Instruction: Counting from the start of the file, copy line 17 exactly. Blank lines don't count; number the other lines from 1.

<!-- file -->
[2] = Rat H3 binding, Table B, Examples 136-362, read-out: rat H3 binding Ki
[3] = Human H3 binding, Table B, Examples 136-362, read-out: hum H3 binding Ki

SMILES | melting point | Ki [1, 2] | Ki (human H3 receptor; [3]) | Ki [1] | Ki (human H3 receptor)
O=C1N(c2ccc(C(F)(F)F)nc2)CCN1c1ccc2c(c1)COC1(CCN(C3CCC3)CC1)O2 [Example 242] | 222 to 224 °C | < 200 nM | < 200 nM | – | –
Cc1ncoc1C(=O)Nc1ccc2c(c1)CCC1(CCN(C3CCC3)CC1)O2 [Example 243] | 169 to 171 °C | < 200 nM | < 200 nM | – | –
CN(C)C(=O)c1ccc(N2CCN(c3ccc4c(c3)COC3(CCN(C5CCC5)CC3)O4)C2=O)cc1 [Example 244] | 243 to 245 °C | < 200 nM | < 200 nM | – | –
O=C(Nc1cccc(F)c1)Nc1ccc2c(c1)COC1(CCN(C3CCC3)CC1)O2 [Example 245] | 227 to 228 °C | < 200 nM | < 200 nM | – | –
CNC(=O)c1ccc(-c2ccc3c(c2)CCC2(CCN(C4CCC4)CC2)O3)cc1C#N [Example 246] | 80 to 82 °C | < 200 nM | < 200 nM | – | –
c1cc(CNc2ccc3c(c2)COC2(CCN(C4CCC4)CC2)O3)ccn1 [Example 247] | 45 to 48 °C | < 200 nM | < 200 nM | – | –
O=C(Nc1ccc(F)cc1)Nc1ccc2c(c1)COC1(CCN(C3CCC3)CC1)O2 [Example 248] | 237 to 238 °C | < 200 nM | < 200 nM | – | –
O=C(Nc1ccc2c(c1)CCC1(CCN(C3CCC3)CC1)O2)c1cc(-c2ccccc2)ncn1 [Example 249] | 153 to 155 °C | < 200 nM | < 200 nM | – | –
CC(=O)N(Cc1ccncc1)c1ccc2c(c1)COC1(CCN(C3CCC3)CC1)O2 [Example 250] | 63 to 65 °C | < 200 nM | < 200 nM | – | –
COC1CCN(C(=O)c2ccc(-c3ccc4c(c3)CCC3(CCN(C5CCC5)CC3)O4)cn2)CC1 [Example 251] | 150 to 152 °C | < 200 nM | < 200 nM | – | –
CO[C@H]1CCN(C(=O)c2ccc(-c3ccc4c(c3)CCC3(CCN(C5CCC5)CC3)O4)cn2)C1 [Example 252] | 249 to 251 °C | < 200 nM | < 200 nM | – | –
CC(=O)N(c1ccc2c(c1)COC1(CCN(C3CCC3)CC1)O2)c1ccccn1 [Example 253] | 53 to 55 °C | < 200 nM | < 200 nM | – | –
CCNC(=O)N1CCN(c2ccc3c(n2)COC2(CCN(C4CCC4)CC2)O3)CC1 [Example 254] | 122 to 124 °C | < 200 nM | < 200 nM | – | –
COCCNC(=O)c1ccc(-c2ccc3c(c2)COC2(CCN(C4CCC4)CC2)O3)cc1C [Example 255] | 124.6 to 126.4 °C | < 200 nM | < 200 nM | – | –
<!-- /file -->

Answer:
COCCNC(=O)c1ccc(-c2ccc3c(c2)COC2(CCN(C4CCC4)CC2)O3)cc1C [Example 255] | 124.6 to 126.4 °C | < 200 nM | < 200 nM | – | –